Pickering as Minister briefed the press in closed session. Members of the press will remember this - it was dramatic. Minister Pickering was seeking their co-operation. He had every faith in this high level operation that was going to expose a network of corrupt police in New South Wales. As part of Operation Asset, Diane Elphinstone and Mr Lionel Radom, civilian analysts attached to the commission, were provided to access all the holdings from Project Buckshot and briefed thoroughly by Detective Sergeant Smith. After Schuberg, Elphinstone and Radom had gained access to ABCI holdings, the relationship between the ABCI and the New South Wales Crime Commission cooled, I am reliably informed. The ABCI felt that it was being obstructed from free access to current information. Surveillance operations on what were large and corrupt networks of police were scaled down. The heady days when the press were called together and given secret briefings came to nought.

Pickering was duped and misled. Operation Asset was white-anted by senior New South Wales police. It was progressively narrowed to become a skeleton of its former self. Operation Asset was structured from the outset to establish one issue only: the existence of links between Keith John Charles Kelly and narcotics trafficking. This was to the almost exclusion of other persons - and the House should remember that the corruption was widespread and that there were a number of tainted New South Wales police officers. I believe the number of officers was so great that this operation simply had to be curtailed. The enormity of the curtailment and the final closure of Operation Asset can be seen when, for the sake of brevity, I refer to some of the information shared between the law enforcement agencies.

ABCI officers prepared a report into a series of allegations against Wilfred "Bill" Tunstall, then a serving senior sergeant attached to Parramatta police station. These allegations, received from a number of sources, alleged involvement by Tunstall and other police officers in a number of suspicious deaths, including the murder of a prostitute at Strathfield in the early 1980s and the apparent suicide, but alleged murder, in 1990 of Noel Patrick Hogan, a former police officer turned private investigator. We are not talking about remote periods of time, we are not talking about history; we are talking about the graduation of officers into the senior ranks of the New South Wales Police Service. We are talking about what they know, what they did not tell the parliamentary committee, what they did tell their Minister and the way in which they duped Minister Pickering. I do not say that Tunstall is one of the officers who graduated, however.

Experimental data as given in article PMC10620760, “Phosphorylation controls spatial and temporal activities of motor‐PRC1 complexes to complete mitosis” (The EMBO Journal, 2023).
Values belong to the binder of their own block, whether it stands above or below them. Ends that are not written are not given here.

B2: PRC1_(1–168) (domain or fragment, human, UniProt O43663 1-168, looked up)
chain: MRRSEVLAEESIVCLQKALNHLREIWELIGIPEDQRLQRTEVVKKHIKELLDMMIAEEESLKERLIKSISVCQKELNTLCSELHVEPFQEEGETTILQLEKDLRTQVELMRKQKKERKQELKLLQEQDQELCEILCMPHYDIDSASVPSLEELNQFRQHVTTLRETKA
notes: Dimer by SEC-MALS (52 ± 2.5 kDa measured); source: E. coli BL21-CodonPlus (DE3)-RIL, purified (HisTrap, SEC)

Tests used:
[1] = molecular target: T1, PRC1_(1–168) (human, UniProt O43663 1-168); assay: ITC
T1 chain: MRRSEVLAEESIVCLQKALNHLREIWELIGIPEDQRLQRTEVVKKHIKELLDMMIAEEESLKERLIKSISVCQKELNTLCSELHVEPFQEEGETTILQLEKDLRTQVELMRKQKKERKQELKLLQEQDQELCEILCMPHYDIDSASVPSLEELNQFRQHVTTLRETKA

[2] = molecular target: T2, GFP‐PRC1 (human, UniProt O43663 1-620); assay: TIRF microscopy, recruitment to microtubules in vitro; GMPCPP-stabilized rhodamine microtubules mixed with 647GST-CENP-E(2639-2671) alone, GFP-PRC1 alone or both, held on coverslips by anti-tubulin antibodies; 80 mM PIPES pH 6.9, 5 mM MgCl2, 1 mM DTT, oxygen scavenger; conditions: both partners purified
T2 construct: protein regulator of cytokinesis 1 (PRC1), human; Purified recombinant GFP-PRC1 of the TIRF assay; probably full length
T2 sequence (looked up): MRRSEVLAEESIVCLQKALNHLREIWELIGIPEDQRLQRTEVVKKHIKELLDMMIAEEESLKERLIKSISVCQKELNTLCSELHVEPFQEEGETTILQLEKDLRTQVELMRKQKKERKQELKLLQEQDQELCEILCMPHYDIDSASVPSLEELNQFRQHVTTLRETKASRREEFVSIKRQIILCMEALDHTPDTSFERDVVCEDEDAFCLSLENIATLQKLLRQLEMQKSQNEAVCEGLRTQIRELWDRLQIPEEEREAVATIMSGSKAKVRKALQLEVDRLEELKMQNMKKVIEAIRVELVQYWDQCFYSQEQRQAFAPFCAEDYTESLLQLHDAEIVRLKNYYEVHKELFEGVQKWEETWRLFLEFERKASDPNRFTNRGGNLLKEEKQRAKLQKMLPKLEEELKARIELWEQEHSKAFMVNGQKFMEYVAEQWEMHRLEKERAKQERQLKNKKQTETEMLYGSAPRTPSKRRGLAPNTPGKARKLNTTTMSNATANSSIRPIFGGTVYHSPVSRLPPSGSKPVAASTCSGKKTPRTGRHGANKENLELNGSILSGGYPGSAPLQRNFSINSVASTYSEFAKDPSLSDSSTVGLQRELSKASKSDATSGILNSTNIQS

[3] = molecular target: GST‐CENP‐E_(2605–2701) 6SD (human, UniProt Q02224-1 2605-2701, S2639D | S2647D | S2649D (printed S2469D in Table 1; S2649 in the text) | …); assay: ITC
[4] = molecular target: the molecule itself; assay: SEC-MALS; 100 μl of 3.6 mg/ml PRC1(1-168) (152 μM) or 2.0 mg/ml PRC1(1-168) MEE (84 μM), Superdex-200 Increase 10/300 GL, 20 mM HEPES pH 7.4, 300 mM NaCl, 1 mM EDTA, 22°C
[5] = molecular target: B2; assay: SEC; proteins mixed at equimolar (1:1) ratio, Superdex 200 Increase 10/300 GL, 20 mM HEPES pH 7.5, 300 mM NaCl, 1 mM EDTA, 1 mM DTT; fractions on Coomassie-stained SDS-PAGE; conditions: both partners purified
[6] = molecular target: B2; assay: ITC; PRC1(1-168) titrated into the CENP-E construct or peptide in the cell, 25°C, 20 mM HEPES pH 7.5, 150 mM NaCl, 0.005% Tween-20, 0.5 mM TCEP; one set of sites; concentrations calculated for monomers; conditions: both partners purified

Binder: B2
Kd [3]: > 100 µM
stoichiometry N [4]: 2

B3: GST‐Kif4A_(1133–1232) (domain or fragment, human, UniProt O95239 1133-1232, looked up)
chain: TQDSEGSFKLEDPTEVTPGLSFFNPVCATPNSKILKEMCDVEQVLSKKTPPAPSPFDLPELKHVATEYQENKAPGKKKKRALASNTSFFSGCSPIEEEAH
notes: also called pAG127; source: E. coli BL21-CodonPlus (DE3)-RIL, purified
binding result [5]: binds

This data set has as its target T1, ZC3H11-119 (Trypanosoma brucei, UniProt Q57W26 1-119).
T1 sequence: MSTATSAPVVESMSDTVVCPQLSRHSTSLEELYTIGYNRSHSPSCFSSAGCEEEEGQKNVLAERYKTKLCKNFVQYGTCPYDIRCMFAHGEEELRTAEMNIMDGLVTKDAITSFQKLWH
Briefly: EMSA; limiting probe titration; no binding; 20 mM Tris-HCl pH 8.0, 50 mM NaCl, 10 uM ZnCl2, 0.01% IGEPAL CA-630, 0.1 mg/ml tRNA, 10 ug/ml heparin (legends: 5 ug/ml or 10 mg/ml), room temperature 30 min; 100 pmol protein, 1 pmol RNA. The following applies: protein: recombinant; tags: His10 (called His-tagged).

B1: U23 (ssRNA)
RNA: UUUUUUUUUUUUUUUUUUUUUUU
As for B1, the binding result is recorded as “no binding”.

The allegations further claim involvement by Tunstall, Roger Rogerson and John Haeta in the supply of heroin to prostitutes and that those men had been actively involved in facilitating the importation of heroin through Darwin and its distribution throughout Australia. Additional allegation surrounded Tunstall's involvement in the disappearance of a used car salesman-cum-heroin dealer named Harvey Francois Jones. These allegations included that Jones was lured into a meeting with Rogerson and John Openshaw - two notorious names now - in order to pay a bribe to have a firearms offence dropped and that he was abducted and thrown from a light aircraft somewhere off the coast. The allegations included that Tunstall had been involved in the cover-up of the facts.

The report raised points of concern over Tunstall's involvement in each incident, such as to warrant additional inquiry by the New South Wales Police Service in order to either substantiate the allegations or clear Tunstall once and for all. Director Askew, who had then taken over, I think from Mr Chalker, as the director of the ABCI, had hand delivered the report, code named Probe Viscount, to Commissioner Tony Lauer personally. Some several months later Director Askew received a visit from Detective Chief Superintendent Merv Schloeffel, Detective Superintendent Bob Myatt - now becoming well known to members of this Parliament, both through the Frenchs Forest incident and through the ICAC - and another detective inspector. All those officers were from the New South Wales Internal Police Security Unit. 

They attended the ABCI to  Page 2291